While we're on the topic of a higher minimum wage, Horticulture NZ chief Mike Chapman is a clear thinker on this, cutting through the bulldust coming out of Wellington.
The trucking of water to the Waimea Plains this summer is a prime example, he told Rural News.
“The Waimea dam is now in progress, but that will take two or three years, perhaps four,” he said.
“We should be looking at water storage across the country -- small and big schemes. We should be enabling our farmers and growers to store water on their farms a lot easier.
“There is a myriad of resource consents and engineers’ reports to go through to get your storage in place and as a country the one thing we have lots of is water. [But] we don’t capture it when we can to use when we haven’t got it coming. “We need to be a lot smarter.”
Some people are concerned that storage might have environmentally bad outcomes, he says.
“But water storage enables you to have healthy rivers and healthy food; it enables streams and rivers to keep reasonable flow during dry periods.
“And it allows you to growth healthy vegetables and fruit. Our message that is we need water storage for healthy rivers and for healthy food; that is the message we need to get across.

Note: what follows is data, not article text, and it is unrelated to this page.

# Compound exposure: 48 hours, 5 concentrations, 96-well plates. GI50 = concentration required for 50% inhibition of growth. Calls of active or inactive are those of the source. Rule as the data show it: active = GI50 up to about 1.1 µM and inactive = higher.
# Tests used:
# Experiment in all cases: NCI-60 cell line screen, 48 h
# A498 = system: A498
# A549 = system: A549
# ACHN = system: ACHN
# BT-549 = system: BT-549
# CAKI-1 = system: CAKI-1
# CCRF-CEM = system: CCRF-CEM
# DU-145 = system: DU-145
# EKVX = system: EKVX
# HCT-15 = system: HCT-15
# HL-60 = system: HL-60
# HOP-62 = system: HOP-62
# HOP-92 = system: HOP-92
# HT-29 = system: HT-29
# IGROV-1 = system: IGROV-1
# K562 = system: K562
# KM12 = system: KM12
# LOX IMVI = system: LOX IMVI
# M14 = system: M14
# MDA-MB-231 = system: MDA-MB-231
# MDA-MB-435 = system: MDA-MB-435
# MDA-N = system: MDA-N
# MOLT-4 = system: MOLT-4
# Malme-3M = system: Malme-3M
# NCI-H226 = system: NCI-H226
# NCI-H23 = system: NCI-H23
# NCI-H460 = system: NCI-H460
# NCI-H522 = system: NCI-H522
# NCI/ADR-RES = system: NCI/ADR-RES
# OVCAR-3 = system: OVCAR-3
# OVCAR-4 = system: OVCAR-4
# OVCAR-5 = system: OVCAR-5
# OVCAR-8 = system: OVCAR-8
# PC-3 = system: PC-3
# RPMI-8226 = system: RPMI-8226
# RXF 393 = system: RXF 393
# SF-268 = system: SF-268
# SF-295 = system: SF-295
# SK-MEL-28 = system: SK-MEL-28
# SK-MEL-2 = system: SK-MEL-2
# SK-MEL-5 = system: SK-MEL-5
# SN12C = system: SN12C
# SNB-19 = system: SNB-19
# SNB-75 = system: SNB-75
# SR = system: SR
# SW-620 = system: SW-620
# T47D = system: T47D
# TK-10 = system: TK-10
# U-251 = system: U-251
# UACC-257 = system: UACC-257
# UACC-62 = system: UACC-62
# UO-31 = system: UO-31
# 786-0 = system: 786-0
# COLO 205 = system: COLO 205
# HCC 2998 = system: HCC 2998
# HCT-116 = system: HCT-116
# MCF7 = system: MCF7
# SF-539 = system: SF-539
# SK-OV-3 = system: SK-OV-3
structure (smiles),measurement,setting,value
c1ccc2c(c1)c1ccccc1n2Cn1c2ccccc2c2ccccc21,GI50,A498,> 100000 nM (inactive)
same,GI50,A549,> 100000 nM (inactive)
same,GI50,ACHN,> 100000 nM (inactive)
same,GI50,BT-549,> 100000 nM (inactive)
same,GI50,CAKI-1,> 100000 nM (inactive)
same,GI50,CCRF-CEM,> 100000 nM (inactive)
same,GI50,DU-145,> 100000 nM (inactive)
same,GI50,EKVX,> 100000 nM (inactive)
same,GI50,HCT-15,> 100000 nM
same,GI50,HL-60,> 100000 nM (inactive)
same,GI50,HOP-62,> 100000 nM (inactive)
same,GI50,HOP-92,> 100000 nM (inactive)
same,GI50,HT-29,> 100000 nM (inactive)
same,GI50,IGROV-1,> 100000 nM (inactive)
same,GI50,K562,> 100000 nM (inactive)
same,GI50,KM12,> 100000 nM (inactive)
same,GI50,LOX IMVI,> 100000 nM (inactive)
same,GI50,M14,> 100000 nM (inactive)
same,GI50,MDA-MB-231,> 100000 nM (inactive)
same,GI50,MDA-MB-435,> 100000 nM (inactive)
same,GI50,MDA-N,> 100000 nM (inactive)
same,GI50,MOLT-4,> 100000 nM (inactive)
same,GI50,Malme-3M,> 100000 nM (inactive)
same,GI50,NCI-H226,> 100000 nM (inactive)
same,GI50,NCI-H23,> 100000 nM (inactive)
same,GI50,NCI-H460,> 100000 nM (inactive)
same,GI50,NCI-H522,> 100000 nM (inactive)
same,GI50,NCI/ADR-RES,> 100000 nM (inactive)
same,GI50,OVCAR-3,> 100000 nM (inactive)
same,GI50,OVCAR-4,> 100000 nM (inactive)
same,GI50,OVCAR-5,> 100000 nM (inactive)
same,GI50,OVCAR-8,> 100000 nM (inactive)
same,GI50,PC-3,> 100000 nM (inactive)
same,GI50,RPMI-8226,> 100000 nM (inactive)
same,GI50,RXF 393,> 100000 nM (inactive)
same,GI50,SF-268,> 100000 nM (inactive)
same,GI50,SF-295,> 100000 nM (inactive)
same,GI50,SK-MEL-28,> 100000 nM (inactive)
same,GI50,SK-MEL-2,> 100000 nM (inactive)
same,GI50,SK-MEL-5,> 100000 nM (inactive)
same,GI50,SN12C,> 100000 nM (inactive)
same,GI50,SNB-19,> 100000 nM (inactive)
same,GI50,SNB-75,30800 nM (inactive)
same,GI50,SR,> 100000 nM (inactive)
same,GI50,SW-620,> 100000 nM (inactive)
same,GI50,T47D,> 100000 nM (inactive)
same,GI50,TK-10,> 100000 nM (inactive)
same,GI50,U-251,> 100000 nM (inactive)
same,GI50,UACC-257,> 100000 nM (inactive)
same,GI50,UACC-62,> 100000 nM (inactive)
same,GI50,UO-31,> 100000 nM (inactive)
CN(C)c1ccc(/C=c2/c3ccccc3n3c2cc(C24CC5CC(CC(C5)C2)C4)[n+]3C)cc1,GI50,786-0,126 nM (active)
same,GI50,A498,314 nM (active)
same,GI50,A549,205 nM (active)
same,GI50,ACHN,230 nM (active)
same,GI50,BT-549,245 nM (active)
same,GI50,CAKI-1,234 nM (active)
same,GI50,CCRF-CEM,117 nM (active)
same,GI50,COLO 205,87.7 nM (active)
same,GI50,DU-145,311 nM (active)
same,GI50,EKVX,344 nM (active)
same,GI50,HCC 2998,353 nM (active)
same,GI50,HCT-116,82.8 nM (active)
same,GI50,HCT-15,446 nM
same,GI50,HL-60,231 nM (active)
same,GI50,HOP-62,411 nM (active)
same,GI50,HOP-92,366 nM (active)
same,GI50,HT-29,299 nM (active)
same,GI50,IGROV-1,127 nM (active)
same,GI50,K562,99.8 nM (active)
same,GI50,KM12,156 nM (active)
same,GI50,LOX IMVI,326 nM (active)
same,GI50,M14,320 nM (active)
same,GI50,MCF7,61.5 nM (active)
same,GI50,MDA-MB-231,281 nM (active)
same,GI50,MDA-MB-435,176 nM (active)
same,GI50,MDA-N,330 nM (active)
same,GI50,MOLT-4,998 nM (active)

“A lot of water falls in this country; we need to capture it because… it seems we are going to have many more dry periods. So we need water storage to continue growing as a means of first feeding NZ.”
Chapman says we need to emphasise the message of feeding NZ. “We export a lot of our fruit -- about two thirds -- but we don’t export many vegetables.
“We grow for NZ and we need to have land and water to grow for NZ.
“It is interesting that consumer trends are really going across to more fruit and vegetable eating.”
Chapman says growers must persuade “urban NZ to eat a lot healthier, and to eat healthier they need to have good land and water storage”.
Dry to wet, tough
Drought has had a profound effect on vegetable growing this year going into winter, says Horticulture NZ chief executive Mike Chapman.
The glasshouse operations on the Waimea Plain have had to truck in water to survive, which is expensive, he told Rural News.
“You obviously need a consistent supply of water for glasshouses. Because of the drought there weren’t as many NZ vegetables about so we have seen a bit of a downturn there.
“The dry weather will help with fruit sweetness in apples and kiwifruit but now it is starting to rain while the harvest is on.
“For vegetable supply in winter we need reasonable weather for the next few months to [compensate for rain during harvest] and get it working well.
“We need those areas where there is drought to have some rain coming through, and those areas that are now getting rain for it not to be downpours. We don’t want to go from drought to flood.”
Otherwise horticulture is travelling along well, he says, but may not be as strong as the Ministry for Primary Industries Situation and Outlook report suggests. The March update predicts horticulture revenue will grow 15.7% to $6.2 billion for the year ending June 2019.
“It might not be as strong as they are suggesting because of the weather. But if we get a reasonable harvest for apples and kiwifruit things will work reasonably well in terms of that prediction,” Chapman says.